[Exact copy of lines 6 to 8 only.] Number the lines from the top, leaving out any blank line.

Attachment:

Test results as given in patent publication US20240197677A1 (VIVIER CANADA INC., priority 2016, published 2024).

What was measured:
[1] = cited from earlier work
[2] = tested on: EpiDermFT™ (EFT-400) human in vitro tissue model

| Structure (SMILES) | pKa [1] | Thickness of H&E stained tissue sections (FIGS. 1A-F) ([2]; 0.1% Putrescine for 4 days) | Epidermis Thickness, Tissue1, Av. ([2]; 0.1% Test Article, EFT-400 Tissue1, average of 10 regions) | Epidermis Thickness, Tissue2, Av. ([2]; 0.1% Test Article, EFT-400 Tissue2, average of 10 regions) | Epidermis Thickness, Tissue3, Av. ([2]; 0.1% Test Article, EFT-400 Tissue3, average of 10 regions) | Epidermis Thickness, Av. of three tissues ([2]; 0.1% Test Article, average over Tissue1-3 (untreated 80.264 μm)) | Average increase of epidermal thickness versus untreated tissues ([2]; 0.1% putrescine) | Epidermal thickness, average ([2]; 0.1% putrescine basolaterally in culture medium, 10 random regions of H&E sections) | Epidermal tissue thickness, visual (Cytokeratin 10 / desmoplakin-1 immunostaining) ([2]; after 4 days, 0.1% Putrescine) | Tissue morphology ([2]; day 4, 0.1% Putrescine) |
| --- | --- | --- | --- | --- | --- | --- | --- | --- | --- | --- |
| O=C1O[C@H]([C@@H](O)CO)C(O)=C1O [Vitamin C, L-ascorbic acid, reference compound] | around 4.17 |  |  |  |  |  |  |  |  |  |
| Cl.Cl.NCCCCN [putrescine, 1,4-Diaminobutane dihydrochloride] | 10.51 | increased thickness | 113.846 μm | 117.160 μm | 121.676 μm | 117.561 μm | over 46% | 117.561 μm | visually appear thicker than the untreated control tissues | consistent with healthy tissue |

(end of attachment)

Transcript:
| --- | --- | --- | --- | --- | --- | --- | --- | --- | --- | --- |
| O=C1O[C@H]([C@@H](O)CO)C(O)=C1O [Vitamin C, L-ascorbic acid, reference compound] | around 4.17 |  |  |  |  |  |  |  |  |  |
| Cl.Cl.NCCCCN [putrescine, 1,4-Diaminobutane dihydrochloride] | 10.51 | increased thickness | 113.846 μm | 117.160 μm | 121.676 μm | 117.561 μm | over 46% | 117.561 μm | visually appear thicker than the untreated control tissues | consistent with healthy tissue |